Saint Kentigern has a proud history of giving students the opportunity to be challenged in many different environments away from campus.


Education Outside the Classroom (EOTC) takes many forms at Saint Kentigern, including orientation camps, field trips associated with particular curriculum subjects such as Geography, Biology or Outdoor Education; organised trips to art galleries or museums for our visual arts students; workshops for performing arts students; university lectures; theatre visits; Service opportunities; and the opportunity for small groups of students to represent the College at events such as MUNA (Model United Nations Assembly) and Young Enterprise. 

However, the experience that most students recall, long after leaving College, is the annual Field Centre for all Year 10 students, undertaken in November each year. This week-long trip to Tongariro National Park is both challenging and exhilarating, as students gain independence and discover personal strengths.


Orientation Camps

Early each year, separate camps are organised for all students in Years 7 and 9. As these two year levels are the main intake years for new students at the Middle School, these experiences beyond the classroom offer the ideal opportunity for new friendships to be formed and House bonds to be created in settings that challenge students…and provide a lot of fun and laughter! 

These challenges are many and varied, from the obvious challenge of attempting new physical activities; to the social challenges of being away from home, sharing bunk houses or tents, mixing with other students and forming new friendships - and the other challenges that some students may not have to consider in their day to day lives, such as washing their own dishes and being part of a cleaning roster that may just include learning to use a vacuum cleaner and how best to clean a loo!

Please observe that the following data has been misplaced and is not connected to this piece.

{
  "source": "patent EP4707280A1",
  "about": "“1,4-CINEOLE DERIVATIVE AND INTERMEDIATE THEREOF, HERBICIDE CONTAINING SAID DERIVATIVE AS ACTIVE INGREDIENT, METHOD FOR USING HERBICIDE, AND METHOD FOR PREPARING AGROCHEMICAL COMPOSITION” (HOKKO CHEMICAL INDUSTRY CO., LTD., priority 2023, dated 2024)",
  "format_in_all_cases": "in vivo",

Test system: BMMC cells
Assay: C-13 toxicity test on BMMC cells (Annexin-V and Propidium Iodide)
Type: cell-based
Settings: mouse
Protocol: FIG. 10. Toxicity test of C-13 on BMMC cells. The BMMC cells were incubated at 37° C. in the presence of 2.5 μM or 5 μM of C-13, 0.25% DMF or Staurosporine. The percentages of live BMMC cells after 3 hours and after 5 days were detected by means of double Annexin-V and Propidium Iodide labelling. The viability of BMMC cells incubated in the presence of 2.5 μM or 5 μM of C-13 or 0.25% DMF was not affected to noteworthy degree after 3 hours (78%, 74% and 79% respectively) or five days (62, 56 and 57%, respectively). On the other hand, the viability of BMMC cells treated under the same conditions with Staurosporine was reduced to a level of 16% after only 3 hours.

No matter what the challenge, the students leave for camp full of excitement and, maybe, a little nervous anticipation, but return knowing that they have succeeded, even if not in the way they may have expected. Most importantly, they return having a better understanding and appreciation of what it means to be a member of our Saint Kentigern family.


Field Centre

For over 40 years, the College has run ‘Field Centre’ in the Tongariro National Park, for the 360 or so students in Year 10, giving them a unique opportunity to gain independence and explore personal strengths in an exciting, spectacular and challenging environment. And it is challenging! It challenges the physical being and it challenges the spirit. It is also tiring! There is no question that it is hard work to tramp with a pack on your back and sometimes the students are required to dig deep to find those reserves of energy and will power. But above all it is exhilarating, and many discover hidden strengths and a resilience they never knew they had.  

Little wonder that our graduating students recall Field Centre amongst the most memorable experiences of their time at College. The National Park is unpredictable with no two years in a row ever being the same. The mountain environment can be benign one moment and harsh the next and with this in mind, safety on the mountain is about being well prepared. Our students come away from this experience with a heightened sense of appreciation for both the great outdoors, and the logistical work it took to get them there and back safely.